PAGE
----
Edwards, R. D. (2011). Changes in world inequality in length of life: 1970-2000. Population and Development Review, 37(3):499-528.

Logie, D. (1999). AIDS cuts life expectancy in Sub-Saharan Africa by a quarter. British Medical Journal, 319:806.

Moser, K., Shkolnikov, V., Leon, D. A. (2005). World Mortality 1950-2000: Divergence replaces convergence from the late 1980s. Bulletin of the World Health Organization, 83:202-209.

Preston, S. H. (1980). Causes and Consequences of Mortality Declines in Less Developed Countries during the Twentieth Century. In Richard A. Easterlin (ed.). Population and Economic Change in Developing Countries. University of Chicago Press, Chicago.

Wilson, C. (2001). On the Scale of Global Demographic Convergence 1950-2000. Population and Demographic Review, 27(1):155-171.



This entry was posted in Ageing, Fertility, Mortality by Noah Carl. Bookmark the permalink.
Noah Carl

About Noah Carl

Noah is a doctoral candidate in Sociology at the University of Oxford. He was born and grew up in Cambridge, England. He received a BA in Human Sciences and an MSc in Sociology from the University of Oxford. His research focuses on the correlates of beliefs and attitudes.

4 thoughts on “How Much Has Life Expectancy Increased Since 1960?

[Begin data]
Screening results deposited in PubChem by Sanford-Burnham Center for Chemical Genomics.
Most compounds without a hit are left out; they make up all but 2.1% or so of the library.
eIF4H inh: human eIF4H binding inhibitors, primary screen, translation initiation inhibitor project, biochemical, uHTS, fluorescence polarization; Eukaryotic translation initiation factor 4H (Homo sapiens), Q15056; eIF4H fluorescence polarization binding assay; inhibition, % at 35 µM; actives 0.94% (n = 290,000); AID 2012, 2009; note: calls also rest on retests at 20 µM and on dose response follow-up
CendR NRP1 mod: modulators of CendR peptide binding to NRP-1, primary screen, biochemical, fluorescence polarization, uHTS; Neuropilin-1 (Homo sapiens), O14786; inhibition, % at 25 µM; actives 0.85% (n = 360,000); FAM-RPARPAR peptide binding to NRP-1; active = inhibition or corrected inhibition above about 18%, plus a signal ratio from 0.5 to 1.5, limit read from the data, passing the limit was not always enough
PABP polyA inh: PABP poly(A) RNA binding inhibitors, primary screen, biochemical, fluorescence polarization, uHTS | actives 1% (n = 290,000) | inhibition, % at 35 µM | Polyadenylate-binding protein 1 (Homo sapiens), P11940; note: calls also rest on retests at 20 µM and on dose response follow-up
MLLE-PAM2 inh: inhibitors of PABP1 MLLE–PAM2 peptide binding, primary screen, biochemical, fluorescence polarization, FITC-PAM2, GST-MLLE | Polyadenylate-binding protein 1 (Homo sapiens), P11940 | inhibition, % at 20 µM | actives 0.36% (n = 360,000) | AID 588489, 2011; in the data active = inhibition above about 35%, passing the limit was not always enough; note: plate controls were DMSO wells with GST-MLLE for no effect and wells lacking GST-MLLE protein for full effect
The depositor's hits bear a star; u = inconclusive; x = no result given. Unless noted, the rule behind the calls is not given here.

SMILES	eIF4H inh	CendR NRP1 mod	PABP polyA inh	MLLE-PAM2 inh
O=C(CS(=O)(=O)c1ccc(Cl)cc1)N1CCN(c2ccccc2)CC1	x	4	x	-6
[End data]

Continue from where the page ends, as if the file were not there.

1. When discussing life expectancy it is worth clarifying what exactly this measure shows. It is almost always referred to as “how long a person can expect to live”, or even “how long a new-born baby can expect to live”. However, it is best seen as the average age at death in a year or period, standardised to take into account variations in age structure. Thus, life expectancy in 2012 is best seen as the answer to the question, “How old were the people who died last year?

    Since life expectancy is improving, people alive today will generally live much longer than is seen in current life expectancy.

    • Life expectancy doesn’t seem to be increasing on the top tend. Most of the increase has been in saving children from childhood diseases, and starvation.

      If you look at 60+ ages – how long will someone live if they have already hit 60, it hasn’t changed much at all. And is about the same everywhere. According to the Who for instance, a male in Africa who reaches age 60 is likely to reach about 75, a male in the US who reaches age 60 is likely to reach 79. Interestingly the USA increases significantly in life expectancy as one ages. This is mostly because of high crime rates, and people choosing riskier activities, and jobs.

      • Yes–the reduction in infant mortality has been one of the main reasons for the increase in life expectancy. However, life expectancy at older ages has also increased. For example, between 1955-60 and 2005-2010, life expectancy at age 60 increased by >5 years in North America, by 5 years in South America, by 3 years in Africa, by 4 years in South Asia, and by >8 years in East Asia. (These figures are from the UN World Population Prospects.)

    • Yes–that’s of course true. Thanks for the clarification, Chris. Technically, I should say something like, “in 2010, the period life table implies that the average person could expect to live nearly 70 years .” As you point out, this does not mean that the average person alive in 2010 will live only 70 years.